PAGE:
Some reports look beyond the mathematics curriculum to consider the mathematical experience of school students overall. The suggestion is that students do not encounter appropriate and sufficient mathematics within other subjects areas and that subjects such as mathematics and physics are taught and assessed as distinct subjects. As a result, it is claimed, students have little idea of how mathematics is used in ‘real life’, they do not learn to apply their mathematics in different contexts and they miss opportunities to practise their mathematical skills (Morgan, 2011; Vorderman et al., 2011). The lack of cross over between subjects also means that students are ill-informed about the level of mathematics required in, for example, science subjects at HE level (Morgan, 2011).
From the perspective of learning in other subject areas, both at school and HE, the lack of cross over is also seen to account for problems of, for example, quantitative skills (British Academy, 2012; Morgan, 2011). The British Academy report, for example, suggests that teaching of quantitative methods occurs in isolation and this means that students do not appreciate the relevance of these methods.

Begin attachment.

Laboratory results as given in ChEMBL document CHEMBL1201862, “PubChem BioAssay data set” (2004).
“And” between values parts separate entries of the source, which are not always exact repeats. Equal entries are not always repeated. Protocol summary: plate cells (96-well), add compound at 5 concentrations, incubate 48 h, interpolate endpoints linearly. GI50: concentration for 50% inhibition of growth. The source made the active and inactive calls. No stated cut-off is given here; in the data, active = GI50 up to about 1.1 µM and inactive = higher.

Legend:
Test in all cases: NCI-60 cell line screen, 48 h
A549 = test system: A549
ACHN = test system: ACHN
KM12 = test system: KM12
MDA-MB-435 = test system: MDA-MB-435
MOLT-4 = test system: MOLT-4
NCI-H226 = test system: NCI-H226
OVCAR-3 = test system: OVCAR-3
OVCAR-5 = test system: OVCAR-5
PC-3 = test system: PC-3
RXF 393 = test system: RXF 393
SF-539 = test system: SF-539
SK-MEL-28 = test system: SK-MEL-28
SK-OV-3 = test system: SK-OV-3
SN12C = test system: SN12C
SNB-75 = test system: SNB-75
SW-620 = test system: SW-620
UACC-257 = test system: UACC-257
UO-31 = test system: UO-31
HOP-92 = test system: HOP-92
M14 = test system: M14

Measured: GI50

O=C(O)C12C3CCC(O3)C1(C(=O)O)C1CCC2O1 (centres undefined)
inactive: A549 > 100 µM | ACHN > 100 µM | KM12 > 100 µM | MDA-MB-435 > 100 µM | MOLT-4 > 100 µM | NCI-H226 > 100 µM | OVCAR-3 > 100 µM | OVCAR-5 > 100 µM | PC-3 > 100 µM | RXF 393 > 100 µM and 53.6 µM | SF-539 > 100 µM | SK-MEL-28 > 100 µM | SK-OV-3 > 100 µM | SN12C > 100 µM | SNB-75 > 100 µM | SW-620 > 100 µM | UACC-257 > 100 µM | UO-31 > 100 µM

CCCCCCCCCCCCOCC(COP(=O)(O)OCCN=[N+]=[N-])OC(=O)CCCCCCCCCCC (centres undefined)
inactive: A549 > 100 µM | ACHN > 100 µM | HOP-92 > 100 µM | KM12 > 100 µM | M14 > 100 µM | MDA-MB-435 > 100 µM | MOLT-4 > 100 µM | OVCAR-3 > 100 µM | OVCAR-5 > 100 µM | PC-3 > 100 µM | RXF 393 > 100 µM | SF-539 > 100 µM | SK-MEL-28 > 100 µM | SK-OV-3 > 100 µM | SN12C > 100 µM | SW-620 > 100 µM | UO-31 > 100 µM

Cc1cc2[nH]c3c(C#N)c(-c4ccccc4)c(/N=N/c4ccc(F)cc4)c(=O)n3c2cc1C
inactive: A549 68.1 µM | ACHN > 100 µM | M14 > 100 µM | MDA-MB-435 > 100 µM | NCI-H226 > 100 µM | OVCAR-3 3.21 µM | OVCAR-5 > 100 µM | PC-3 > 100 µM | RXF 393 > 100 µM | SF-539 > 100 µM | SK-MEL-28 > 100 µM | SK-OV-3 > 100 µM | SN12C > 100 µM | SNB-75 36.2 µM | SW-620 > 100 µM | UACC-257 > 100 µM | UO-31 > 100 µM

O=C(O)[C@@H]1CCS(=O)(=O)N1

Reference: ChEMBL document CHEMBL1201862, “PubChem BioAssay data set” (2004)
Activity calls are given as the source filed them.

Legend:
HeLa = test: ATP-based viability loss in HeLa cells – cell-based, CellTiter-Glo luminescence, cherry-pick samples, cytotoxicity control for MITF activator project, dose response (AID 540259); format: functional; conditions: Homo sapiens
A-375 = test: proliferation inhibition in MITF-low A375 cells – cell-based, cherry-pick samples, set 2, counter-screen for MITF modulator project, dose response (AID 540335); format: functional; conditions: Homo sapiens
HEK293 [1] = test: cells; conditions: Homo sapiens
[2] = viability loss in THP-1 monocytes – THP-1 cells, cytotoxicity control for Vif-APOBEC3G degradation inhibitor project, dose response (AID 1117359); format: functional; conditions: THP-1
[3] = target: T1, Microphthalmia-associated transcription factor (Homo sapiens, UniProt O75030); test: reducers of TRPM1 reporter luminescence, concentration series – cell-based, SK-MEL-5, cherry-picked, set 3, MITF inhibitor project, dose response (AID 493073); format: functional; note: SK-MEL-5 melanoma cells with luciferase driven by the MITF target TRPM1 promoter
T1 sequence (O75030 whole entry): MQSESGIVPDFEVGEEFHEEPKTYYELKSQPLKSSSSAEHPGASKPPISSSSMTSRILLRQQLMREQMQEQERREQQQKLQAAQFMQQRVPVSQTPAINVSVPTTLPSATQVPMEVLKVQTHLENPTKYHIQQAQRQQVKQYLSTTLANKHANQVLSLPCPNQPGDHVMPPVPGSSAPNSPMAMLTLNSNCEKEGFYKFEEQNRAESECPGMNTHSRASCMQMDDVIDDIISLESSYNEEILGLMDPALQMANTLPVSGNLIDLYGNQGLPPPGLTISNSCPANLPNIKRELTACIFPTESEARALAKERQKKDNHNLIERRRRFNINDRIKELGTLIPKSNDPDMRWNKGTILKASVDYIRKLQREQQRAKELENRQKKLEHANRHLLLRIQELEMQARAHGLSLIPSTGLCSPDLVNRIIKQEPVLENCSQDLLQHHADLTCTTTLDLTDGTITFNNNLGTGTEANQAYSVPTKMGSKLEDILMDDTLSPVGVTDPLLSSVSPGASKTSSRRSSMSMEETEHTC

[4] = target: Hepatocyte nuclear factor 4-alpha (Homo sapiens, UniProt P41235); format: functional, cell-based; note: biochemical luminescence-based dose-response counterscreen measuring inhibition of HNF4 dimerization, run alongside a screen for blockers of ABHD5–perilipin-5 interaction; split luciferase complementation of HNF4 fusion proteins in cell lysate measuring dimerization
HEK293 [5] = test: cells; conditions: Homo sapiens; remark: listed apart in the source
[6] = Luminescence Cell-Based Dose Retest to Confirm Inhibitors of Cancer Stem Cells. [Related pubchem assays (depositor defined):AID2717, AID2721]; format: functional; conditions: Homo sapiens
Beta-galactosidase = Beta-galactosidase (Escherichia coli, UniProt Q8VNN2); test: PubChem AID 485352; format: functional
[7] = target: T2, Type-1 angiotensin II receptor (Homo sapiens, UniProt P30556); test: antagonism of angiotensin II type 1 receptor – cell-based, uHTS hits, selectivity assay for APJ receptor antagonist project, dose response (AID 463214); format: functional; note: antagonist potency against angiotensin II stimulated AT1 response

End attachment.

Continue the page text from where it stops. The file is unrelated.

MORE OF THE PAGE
Assessment is widely mentioned in the reports and there seems to be general agreement that it needs to be improved (see recommendations section). However, assessment is not frequently cited as a cause of the mathematics problems. Where it is given as a cause, this is in terms first of the content of some assessments and second the ‘assessment regime’.
Reports which discussed assessment almost always did so in the context of the external examinations at GCSE and A-level. A clear message coming through that teaching time and resources are given to the aspects of the mathematics curriculum that will be assessed in examinations in schools and colleges.
The first main complaint about assessments relates to the tension between promoting mathematical thinking within, for example, extended investigative projects or problems solving, and the ways in which mathematics is assessed. The claim is that examination questions tend to be routine and familiar, and the only mathematical thinking that is assessed is that which is easy to test, and reliability of assessment tends to be highly valued possibly to the detriment of validity. (ACME, 2011a; Norris, 2012; Noyes, Drake, Wake, & Murphy, 2011; Vorderman et al., 2011)
GCSE and A-level examinations are dominated by routine procedures and familiar applications. There is strong agreement among teachers, educationalists and Ofsted inspectors that unless all aspects are assessed they will not be given significant teaching time and resource in schools and colleges. (ACME, 2011a, p. 6)